My parents were married in the downtown Methodist church and during my formative years we would attend this church with it’s magnificent stained-glass ceiling. Dr. Moon was a most memorable pastor there.
Since I was hard of hearing, the family would sit in the pew that had hearing assisting devices. A large single headphone with a long handle plugged into an RCA jack. My sister Susan sat on the end of the family and often times an old man with severe Parkinson’s disease would be seated near her and he also used the single headphone. Over the weeks and months they became friends, an old man and a young girl. I remember the smiles on their faces as they warmly clasped hands. This was my first experience at seeing the effects of this disease.
Then one Sunday afternoon, my father and I were working out in the shop on a variety of projects, when we noticed an unfamiliar car pull up over the driveway. Slowly a rear door opened and out emerged the old man. Down the driveway he tottered and shook with his cane to the shop where we were. We asked each other, why is he here? It was painful watching him navigate the driveway all the way to the back yard.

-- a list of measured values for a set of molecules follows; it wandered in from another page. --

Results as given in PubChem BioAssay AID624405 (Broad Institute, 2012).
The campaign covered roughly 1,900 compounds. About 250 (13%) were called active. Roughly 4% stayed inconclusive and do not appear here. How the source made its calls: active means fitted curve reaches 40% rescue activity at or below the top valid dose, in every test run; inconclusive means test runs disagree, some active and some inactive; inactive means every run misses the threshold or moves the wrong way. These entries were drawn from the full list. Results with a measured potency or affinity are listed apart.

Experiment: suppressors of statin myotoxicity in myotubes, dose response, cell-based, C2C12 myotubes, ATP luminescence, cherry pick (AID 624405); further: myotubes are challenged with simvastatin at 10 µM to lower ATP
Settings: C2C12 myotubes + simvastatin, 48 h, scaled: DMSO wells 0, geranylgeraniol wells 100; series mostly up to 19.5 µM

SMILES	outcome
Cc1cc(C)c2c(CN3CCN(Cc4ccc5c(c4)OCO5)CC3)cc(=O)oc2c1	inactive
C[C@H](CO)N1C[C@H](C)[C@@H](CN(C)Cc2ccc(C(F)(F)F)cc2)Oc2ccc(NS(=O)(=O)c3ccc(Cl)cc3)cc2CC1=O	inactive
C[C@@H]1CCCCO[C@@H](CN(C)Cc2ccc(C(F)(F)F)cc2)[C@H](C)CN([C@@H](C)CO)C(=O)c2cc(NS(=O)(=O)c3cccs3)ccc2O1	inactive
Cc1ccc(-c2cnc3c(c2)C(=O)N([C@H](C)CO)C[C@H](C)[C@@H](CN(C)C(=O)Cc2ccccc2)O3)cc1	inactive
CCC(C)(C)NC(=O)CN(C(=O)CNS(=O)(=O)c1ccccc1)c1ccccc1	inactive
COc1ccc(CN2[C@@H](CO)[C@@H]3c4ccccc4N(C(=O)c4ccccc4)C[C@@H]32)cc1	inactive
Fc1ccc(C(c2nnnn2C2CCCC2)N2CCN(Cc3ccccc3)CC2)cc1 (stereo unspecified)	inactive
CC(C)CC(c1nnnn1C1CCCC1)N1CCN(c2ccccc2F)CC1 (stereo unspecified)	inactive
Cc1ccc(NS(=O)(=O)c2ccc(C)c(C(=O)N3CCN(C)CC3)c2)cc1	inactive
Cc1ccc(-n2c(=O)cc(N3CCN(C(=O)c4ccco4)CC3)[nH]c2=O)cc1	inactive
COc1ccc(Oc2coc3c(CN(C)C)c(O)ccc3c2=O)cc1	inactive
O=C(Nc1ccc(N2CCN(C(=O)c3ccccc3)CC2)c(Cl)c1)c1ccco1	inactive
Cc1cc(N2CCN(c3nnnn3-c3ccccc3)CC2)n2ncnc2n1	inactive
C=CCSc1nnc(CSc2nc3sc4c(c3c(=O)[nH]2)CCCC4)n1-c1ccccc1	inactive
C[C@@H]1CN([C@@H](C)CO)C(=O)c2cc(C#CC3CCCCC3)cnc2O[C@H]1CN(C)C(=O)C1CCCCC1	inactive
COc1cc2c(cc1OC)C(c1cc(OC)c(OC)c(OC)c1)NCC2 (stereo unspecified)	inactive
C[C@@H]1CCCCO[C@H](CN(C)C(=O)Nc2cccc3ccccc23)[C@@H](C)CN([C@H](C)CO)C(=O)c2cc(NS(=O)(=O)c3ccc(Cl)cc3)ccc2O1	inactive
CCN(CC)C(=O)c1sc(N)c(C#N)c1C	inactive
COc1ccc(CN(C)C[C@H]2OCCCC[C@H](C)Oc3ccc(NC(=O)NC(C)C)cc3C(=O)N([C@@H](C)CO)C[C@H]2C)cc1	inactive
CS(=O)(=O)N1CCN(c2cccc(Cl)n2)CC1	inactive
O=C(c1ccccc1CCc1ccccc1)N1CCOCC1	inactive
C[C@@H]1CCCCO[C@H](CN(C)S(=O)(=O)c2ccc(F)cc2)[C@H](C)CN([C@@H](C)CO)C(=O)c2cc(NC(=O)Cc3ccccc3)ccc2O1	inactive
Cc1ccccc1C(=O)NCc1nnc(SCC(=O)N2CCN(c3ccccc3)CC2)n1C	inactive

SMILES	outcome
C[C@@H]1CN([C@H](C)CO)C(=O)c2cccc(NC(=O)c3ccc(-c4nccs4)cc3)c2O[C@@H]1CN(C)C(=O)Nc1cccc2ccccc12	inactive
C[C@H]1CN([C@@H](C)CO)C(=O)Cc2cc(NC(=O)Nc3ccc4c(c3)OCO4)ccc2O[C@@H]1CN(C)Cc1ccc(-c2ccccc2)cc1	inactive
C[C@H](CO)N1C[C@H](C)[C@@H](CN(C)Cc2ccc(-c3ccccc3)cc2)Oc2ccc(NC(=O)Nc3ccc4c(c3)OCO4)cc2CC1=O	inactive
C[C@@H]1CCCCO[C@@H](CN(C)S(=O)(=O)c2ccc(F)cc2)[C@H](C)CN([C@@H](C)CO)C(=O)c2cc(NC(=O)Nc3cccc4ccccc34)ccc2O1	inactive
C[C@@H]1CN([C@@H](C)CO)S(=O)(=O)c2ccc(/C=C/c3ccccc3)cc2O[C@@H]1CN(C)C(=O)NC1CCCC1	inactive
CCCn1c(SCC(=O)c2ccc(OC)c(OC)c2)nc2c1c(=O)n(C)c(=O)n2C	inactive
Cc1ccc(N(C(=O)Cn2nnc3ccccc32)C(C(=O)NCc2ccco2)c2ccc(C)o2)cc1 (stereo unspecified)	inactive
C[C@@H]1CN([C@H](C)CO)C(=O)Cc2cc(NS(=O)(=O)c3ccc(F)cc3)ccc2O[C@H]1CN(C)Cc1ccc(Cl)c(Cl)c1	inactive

After the pleasantries were exchanged, my father asked what we could do for him. The old man offered his eyes for my dad. You see, my sister had told him that she was worried and concerned that our father was going blind from a disease of the eyes. We were all taken aback at such an offer. Offering his eyes for the father of a friend. I remember the look of astonishment on my father’s face. My dad thanked him, and told him that such an exchange would not help him.
I wonder what kind of world it would be if each of us offered something of real value to each other. Sometimes even a smile will change the world for another. Clasped hands, a warm embrace, sitting for a spell doesn’t cost as much as a pair of eyes, but will be of great value to another.